Regulatory round-up - October 2015

13 minute read
27 October 2015


Our regulatory experts provide their monthly bite size overviews of the major legal and regulatory developments and news for the consumer, asset and automotive finance sectors.

FCA publishes policy statement on proposals to amend CONC

The FCA is to broadly implement the rules on consumer credit proposed in February 2015, while also taking into account some of the comments that were put forward. The rules first implemented from January 2015 to combat misconduct have been retained, notwithstanding criticisms. With regards to credit broking, the FCA will implement minor proposed changes to the rules, although it will be delaying the implementation of the mandatory requirement to notify web domains using GABRIEL pending further consideration.

The FCA has decided that it does not have the necessary information to develop a view on broker remuneration. It is proposing to engage with those stakeholders who have offered to employ the rules and commission some work to inform its decision-making process.

Other notable changes including removing the requirement for Credit Reference Agencies to notify any person that has conducted a search of an individual's credit file in the previous month of any amendment or removal of information. The FCA is also not proceeding with its proposal that 'interest-free' should be treated as a rate of interest triggering the requirement to provide a representative example in relation to financial promotions.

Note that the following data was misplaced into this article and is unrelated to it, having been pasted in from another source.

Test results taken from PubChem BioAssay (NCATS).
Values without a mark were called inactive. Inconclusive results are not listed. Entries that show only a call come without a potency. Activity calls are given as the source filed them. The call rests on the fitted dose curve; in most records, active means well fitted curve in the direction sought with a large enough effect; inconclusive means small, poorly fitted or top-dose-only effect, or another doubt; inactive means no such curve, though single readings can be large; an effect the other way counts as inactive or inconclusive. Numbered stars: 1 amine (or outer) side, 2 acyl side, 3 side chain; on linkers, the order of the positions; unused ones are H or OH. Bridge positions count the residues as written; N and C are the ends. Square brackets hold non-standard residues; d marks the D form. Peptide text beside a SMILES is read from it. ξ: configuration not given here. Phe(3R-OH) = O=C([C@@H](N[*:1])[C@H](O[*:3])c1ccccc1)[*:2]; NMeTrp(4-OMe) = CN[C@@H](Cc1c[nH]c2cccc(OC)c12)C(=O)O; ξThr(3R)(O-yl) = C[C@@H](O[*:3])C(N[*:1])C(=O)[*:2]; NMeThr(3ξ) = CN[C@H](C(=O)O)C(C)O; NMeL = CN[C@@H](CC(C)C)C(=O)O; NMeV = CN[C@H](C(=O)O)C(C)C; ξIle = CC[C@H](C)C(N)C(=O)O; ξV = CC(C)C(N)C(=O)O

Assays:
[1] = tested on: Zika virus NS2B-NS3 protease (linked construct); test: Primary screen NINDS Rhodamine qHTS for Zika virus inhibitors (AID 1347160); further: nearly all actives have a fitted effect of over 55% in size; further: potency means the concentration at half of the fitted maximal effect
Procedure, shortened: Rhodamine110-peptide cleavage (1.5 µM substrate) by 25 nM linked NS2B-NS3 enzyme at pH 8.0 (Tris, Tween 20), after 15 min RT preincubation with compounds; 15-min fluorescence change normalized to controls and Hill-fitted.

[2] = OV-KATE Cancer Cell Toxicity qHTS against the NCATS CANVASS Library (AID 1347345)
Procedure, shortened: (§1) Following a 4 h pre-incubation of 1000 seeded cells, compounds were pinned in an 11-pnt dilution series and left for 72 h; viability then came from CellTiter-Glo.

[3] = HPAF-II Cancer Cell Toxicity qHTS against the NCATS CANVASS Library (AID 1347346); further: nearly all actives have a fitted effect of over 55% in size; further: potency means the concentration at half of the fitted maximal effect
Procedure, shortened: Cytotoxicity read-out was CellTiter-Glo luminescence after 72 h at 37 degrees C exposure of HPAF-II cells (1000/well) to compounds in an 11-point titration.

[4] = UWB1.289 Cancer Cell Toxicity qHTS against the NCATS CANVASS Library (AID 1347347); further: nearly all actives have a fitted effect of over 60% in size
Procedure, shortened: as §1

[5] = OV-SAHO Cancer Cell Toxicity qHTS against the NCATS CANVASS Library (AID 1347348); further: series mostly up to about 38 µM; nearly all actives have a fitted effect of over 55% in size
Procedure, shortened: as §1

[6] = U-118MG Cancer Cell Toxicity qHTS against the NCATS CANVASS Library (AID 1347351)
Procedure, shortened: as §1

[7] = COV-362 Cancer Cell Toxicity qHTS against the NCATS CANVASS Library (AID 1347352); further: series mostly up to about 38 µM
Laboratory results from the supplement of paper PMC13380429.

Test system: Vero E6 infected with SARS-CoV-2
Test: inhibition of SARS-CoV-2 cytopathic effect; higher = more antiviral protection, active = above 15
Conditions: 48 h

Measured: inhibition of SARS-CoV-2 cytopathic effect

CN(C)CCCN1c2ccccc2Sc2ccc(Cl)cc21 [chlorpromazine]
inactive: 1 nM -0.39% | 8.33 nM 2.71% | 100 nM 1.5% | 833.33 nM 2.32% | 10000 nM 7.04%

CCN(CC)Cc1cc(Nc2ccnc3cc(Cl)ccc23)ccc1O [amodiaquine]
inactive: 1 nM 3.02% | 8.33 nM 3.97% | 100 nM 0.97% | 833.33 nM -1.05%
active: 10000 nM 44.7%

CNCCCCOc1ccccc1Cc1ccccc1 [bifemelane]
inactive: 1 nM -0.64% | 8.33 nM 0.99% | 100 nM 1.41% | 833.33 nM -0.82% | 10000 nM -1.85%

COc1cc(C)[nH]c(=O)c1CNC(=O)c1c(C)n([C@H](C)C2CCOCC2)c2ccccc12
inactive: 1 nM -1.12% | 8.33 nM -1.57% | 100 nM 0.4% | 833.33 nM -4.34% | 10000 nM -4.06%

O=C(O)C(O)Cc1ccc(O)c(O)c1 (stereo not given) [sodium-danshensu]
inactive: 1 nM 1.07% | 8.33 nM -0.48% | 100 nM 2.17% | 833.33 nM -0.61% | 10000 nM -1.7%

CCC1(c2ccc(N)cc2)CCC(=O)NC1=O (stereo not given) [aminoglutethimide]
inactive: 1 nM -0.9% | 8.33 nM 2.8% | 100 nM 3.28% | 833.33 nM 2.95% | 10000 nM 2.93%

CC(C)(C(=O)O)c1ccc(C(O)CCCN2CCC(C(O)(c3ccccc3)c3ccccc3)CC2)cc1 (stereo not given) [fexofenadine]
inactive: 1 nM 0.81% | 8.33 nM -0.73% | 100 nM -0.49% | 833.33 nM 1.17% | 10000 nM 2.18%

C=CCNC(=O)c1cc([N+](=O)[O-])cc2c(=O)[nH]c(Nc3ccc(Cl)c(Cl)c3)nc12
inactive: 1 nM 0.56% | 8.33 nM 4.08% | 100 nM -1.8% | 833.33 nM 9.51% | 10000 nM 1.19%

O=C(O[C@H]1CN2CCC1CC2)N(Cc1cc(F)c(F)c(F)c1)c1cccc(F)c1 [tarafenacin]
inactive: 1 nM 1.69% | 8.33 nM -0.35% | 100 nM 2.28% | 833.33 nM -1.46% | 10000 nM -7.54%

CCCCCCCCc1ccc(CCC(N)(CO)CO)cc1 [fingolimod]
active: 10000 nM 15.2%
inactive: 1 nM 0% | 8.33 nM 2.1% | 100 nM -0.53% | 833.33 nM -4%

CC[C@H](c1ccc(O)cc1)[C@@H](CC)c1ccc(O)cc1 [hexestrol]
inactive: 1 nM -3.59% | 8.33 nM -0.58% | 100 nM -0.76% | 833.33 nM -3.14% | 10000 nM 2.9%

The full details have been published in a Policy Statement.

We have written an article on these changes for Credit Today, which we shall make available following its publication.

New rules on whistleblowing

The FCA and Prudential Regulation Authority (PRA) have laid down new rules on whistleblowing to codify good practice already found in the financial services industry. The new rules will only apply to certain consumer credit firms; however they will act as non-binding guidance for all other regulated firms.

This is seen as a continuation of the FCA's work in recent years to encourage and increase the number of people coming forward as whistleblowers, which has resulted in a significant increase in the number of reports received.

FCA consults on handling PPI complaints

The FCA has issued a statement regarding whether or not further intervention in PPI complaints handling was required, either in light of the Supreme Court judgement in Plevin or more generally.

For more information on the Plevin case, see our analyses "The Supreme Court rules on unfair relationships - where does that leave us?" and "Non-disclosure of commission renders relationship unfair".